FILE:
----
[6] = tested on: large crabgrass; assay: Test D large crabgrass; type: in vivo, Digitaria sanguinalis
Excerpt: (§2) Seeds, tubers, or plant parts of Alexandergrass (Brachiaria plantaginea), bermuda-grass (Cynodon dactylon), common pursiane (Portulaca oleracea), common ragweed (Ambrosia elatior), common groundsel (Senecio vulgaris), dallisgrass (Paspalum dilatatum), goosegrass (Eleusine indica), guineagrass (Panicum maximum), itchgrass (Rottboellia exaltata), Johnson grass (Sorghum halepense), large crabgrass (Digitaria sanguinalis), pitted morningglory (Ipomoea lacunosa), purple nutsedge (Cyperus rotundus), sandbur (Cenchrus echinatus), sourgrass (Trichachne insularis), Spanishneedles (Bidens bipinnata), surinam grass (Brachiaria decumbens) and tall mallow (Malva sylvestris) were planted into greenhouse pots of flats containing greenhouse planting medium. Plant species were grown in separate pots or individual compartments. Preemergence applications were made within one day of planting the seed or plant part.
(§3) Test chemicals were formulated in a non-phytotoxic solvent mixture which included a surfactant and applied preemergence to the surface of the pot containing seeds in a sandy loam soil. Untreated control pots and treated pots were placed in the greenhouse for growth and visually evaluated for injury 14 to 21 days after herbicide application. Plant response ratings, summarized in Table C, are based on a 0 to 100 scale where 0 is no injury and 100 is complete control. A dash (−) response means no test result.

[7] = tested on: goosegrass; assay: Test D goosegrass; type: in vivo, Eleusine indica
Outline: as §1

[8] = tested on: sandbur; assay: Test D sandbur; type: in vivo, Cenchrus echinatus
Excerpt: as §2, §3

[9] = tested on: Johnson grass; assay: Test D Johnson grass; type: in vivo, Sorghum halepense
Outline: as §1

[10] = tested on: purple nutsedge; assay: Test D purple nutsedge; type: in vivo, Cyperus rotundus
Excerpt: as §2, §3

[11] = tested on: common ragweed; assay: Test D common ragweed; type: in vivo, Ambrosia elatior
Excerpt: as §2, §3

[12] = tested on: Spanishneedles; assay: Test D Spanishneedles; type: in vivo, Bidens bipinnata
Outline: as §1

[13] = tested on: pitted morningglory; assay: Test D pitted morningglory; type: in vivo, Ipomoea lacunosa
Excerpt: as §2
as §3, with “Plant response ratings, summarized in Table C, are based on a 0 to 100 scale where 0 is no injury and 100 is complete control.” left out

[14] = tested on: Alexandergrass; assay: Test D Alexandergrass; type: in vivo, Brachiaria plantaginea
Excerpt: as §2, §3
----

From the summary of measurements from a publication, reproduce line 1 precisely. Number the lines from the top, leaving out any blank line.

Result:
[6] = tested on: large crabgrass; assay: Test D large crabgrass; type: in vivo, Digitaria sanguinalis